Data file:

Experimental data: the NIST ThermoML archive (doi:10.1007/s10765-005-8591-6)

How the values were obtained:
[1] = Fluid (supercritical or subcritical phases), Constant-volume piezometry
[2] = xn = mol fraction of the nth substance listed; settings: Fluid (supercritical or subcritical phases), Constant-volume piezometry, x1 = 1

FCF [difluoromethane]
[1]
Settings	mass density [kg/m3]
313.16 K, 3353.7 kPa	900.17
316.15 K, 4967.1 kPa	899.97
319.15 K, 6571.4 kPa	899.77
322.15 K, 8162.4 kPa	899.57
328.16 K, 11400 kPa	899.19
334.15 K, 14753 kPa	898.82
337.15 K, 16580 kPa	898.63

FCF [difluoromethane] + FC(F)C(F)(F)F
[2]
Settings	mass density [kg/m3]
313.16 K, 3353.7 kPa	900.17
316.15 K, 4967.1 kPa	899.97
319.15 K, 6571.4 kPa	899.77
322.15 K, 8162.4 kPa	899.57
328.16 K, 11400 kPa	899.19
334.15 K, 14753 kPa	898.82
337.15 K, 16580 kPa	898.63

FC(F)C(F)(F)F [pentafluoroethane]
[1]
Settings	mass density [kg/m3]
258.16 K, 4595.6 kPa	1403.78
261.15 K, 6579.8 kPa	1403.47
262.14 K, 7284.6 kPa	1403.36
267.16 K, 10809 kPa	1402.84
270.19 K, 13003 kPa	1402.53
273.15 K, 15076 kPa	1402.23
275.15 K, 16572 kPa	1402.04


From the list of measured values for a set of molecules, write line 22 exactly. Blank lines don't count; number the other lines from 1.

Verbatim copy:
328.16 K, 11400 kPa	899.19